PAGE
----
Slides prepared by Dr. Ashok Moses
for Franco Indian Pharmaceuticals
Facts about IRON
• Despite the fact that iron is the second most
abundant metal in the earth's crust, iron
deficiency is the world's most common cause of
• When it comes to life, iron is more precious than
gold. The body hoards the element so effectively
that over millions of years of evolution, humans
have developed no physiological means of iron
excretion. Iron absorption is the sole mechanism
by which iron stores are physiologically
Facts about IRON
• The average adult stores about 1 to 3 grams
of iron in his or her body. An exquisite
balance between dietary uptake and loss
maintains this balance. About 1 mg of iron is
lost each day through sloughing of cells from
skin and mucosal surfaces, including the
lining of the gastrointestinal tract (Cook et
Facts about IRON
• Menstration increases the average daily iron
loss to about 2 mg per day in premenopausal
female adults (Bothwell and Charlton, 1982).
No physiologic mechanism of iron excretion
exists. Consequently, absorption alone
regulates body iron stores (McCance and
Widdowson, 1938). The augmentation of
body mass during neonatal and childhood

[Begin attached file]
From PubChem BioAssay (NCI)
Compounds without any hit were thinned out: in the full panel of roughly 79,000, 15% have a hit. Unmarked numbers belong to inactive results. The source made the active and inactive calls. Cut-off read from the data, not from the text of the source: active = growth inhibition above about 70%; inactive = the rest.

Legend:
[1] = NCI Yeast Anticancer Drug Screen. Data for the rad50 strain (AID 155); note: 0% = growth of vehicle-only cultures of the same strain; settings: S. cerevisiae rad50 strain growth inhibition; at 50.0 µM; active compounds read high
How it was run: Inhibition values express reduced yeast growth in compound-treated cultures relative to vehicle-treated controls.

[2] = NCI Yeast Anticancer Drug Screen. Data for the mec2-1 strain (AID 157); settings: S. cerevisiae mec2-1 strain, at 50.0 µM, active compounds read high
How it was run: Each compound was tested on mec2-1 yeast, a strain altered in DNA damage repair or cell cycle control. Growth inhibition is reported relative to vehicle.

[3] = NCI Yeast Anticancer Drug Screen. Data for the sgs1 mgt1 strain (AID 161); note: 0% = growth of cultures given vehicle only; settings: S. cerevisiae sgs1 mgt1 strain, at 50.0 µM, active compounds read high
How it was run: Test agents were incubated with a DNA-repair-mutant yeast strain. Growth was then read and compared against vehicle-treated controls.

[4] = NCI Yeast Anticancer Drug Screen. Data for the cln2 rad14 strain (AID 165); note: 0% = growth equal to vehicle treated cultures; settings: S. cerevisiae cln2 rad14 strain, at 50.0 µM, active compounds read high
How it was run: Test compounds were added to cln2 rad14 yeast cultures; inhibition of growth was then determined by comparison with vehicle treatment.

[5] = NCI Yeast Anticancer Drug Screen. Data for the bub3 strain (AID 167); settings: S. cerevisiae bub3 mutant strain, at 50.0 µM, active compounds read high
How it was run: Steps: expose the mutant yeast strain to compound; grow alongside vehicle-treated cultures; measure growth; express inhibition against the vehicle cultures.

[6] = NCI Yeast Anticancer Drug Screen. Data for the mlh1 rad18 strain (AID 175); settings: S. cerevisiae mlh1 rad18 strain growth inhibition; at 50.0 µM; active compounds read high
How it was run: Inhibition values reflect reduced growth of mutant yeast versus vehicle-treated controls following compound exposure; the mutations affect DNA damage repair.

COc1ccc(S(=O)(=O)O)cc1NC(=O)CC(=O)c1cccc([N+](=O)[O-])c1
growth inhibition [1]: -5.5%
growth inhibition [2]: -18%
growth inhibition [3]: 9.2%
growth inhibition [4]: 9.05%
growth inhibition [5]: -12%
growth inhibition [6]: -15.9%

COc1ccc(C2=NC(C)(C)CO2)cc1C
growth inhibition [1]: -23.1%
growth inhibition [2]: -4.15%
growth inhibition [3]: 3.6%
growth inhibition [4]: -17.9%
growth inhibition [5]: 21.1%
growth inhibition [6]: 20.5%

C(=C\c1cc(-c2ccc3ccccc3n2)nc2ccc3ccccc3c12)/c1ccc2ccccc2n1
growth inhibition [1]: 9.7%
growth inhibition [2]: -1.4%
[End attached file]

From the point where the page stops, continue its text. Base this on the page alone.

growth spurts transiently boosts iron
requirements (Gibson et al., 1988).
• Iron absorption occurs predominantly in the
duodenum and upper jejunum ( Muir and
Hopfer, 1985). The mechanism of iron transport
from the gut into the blood stream remains a
mystery despite intensive investigation and a
few tantalizing hits.
• A feedback mechanism exists that enhances
iron absorption in people who are iron deficient.
In contrast, people with iron overload dampen
• A transporter protein called divalent metal
transporter 1 (DMT1) facilitates transfer of iron
across the intestinal epithelial cells. DMT1 also
facilitates uptake of other trace metals, both
good (manganese, copper, cobalt, zinc) and bad
(cadmium, lead). Iron within the enterocyte is
released via ferroportin into the bloodstream.
Iron is then bound in the bloodstream by the
transport glycoprotein named transferrin. Both
DMT-1 and ferroportin are found in a wide
variety of cells involved in iron transport, such
• Normally, about 20 to 45% of transferrin binding sites
are filled (the percent saturation). About 0.1% of total
body iron is circulating in bound form to transferrin.